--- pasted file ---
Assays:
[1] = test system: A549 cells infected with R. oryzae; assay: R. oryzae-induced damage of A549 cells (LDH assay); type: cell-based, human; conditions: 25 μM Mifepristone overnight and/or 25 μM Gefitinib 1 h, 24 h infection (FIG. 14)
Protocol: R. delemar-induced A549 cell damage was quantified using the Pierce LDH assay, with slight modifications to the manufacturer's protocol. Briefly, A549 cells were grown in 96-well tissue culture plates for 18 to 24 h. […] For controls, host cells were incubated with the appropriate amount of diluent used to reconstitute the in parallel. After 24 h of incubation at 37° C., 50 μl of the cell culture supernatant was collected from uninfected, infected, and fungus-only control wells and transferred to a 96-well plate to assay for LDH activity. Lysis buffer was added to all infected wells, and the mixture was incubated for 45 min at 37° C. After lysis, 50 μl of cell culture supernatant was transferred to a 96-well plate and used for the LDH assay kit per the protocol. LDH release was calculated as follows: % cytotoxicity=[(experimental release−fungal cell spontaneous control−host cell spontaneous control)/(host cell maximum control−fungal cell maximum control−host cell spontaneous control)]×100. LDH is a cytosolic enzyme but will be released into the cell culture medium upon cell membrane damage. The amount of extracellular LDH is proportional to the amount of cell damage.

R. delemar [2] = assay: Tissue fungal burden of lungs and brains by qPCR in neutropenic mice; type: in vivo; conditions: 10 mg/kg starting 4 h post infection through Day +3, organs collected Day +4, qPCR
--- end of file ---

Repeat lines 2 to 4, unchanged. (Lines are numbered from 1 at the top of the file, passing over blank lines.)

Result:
[1] = test system: A549 cells infected with R. oryzae; assay: R. oryzae-induced damage of A549 cells (LDH assay); type: cell-based, human; conditions: 25 μM Mifepristone overnight and/or 25 μM Gefitinib 1 h, 24 h infection (FIG. 14)
Protocol: R. delemar-induced A549 cell damage was quantified using the Pierce LDH assay, with slight modifications to the manufacturer's protocol. Briefly, A549 cells were grown in 96-well tissue culture plates for 18 to 24 h. […] For controls, host cells were incubated with the appropriate amount of diluent used to reconstitute the in parallel. After 24 h of incubation at 37° C., 50 μl of the cell culture supernatant was collected from uninfected, infected, and fungus-only control wells and transferred to a 96-well plate to assay for LDH activity. Lysis buffer was added to all infected wells, and the mixture was incubated for 45 min at 37° C. After lysis, 50 μl of cell culture supernatant was transferred to a 96-well plate and used for the LDH assay kit per the protocol. LDH release was calculated as follows: % cytotoxicity=[(experimental release−fungal cell spontaneous control−host cell spontaneous control)/(host cell maximum control−fungal cell maximum control−host cell spontaneous control)]×100. LDH is a cytosolic enzyme but will be released into the cell culture medium upon cell membrane damage. The amount of extracellular LDH is proportional to the amount of cell damage.

R. delemar [2] = assay: Tissue fungal burden of lungs and brains by qPCR in neutropenic mice; type: in vivo; conditions: 10 mg/kg starting 4 h post infection through Day +3, organs collected Day +4, qPCR